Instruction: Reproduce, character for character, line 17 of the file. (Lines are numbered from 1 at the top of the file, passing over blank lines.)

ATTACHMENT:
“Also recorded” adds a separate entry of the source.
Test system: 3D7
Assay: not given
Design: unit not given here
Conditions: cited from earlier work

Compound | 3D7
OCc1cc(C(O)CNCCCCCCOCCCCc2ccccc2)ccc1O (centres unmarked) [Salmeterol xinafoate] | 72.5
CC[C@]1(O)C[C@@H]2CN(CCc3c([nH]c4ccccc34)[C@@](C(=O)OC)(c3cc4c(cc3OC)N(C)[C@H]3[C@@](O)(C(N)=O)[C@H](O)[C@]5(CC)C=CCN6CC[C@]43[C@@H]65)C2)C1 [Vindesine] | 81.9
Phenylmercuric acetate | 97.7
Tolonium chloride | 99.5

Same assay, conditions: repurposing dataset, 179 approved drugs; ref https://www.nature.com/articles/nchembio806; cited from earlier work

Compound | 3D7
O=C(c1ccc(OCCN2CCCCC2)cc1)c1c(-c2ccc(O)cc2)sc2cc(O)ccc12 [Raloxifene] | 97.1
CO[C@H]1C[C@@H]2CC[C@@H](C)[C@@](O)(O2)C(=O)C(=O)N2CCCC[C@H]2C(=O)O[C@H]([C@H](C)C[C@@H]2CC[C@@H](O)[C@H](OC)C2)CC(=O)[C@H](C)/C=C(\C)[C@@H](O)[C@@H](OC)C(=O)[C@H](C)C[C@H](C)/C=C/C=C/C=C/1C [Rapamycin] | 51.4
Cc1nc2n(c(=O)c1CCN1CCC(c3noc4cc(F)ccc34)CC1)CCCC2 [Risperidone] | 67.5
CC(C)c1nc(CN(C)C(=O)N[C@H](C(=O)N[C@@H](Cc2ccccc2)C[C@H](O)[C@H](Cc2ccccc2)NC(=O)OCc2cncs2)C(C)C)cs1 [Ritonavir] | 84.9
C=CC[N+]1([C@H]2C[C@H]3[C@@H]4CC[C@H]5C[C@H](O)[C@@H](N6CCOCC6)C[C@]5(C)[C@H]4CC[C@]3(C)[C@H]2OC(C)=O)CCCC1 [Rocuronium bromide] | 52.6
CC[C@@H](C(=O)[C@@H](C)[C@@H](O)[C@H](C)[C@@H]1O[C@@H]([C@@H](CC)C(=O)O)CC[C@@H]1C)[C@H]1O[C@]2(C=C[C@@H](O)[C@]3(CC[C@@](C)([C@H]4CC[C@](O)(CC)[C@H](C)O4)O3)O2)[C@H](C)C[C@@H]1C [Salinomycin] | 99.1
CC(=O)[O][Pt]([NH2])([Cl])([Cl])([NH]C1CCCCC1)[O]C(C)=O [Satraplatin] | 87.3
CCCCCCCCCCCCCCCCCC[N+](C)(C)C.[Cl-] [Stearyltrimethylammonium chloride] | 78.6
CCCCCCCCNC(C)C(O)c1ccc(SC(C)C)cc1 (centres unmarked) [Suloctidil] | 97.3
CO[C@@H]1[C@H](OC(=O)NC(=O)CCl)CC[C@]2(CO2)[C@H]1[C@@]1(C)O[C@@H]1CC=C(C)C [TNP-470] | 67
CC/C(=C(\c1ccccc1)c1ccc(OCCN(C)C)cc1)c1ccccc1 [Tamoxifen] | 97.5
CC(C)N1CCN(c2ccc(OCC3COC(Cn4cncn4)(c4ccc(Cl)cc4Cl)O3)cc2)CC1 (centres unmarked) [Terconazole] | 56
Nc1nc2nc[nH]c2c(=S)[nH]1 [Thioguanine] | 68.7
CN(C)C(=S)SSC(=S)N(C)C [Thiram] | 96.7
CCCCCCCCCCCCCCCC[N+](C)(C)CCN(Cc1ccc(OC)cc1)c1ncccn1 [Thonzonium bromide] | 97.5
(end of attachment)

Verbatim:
C=CC[N+]1([C@H]2C[C@H]3[C@@H]4CC[C@H]5C[C@H](O)[C@@H](N6CCOCC6)C[C@]5(C)[C@H]4CC[C@]3(C)[C@H]2OC(C)=O)CCCC1 [Rocuronium bromide] | 52.6